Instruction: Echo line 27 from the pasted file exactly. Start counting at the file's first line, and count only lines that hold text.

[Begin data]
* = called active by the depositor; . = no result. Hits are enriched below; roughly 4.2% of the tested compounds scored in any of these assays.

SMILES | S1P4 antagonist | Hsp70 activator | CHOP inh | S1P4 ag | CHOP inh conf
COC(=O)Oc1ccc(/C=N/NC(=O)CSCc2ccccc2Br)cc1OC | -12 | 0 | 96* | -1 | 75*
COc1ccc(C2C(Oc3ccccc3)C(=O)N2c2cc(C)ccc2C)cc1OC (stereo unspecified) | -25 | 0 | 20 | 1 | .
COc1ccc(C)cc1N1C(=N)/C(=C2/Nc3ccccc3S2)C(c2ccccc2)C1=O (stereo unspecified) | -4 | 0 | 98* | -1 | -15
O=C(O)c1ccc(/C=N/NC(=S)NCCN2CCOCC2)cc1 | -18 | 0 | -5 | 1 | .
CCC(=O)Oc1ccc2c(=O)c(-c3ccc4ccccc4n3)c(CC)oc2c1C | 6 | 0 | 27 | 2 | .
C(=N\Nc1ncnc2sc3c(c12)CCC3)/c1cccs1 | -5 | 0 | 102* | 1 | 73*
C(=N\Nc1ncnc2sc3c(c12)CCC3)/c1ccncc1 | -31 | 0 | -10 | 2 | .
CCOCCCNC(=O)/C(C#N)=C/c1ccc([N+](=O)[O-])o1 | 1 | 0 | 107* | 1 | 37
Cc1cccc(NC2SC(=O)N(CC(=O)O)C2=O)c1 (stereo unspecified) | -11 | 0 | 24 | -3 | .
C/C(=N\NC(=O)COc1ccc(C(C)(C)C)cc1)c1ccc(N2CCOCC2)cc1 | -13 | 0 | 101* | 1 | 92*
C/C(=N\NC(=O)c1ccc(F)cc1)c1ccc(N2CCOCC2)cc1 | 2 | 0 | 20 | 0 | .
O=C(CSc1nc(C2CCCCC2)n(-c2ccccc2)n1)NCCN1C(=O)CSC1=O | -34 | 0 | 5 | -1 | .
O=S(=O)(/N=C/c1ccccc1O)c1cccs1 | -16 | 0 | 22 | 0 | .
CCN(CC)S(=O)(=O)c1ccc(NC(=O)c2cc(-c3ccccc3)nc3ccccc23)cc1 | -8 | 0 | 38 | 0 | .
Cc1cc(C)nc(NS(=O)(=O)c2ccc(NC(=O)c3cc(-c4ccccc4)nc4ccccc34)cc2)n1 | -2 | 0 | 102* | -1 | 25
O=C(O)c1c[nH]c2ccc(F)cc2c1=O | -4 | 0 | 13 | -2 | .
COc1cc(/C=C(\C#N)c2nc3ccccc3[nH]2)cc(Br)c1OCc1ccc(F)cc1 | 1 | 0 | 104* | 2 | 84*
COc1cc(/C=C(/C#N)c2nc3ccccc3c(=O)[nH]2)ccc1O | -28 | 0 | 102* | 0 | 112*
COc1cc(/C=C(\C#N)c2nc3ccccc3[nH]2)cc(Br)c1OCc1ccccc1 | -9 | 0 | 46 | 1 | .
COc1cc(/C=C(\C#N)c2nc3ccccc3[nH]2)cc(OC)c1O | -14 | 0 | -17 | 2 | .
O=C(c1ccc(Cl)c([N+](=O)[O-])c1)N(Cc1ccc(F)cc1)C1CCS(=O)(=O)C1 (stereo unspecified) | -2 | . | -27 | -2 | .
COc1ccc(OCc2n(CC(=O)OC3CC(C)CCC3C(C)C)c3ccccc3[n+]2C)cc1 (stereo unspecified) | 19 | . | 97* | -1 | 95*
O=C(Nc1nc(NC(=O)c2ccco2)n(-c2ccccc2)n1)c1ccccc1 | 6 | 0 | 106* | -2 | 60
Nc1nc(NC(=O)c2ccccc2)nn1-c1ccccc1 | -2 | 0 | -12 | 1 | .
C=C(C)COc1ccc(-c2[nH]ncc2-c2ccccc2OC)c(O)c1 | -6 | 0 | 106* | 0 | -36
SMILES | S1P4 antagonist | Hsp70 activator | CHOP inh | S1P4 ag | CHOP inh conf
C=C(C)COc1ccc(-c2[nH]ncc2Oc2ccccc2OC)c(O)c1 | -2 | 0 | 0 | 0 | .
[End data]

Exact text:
C=C(C)COc1ccc(-c2[nH]ncc2-c2ccccc2OC)c(O)c1 | -6 | 0 | 106* | 0 | -36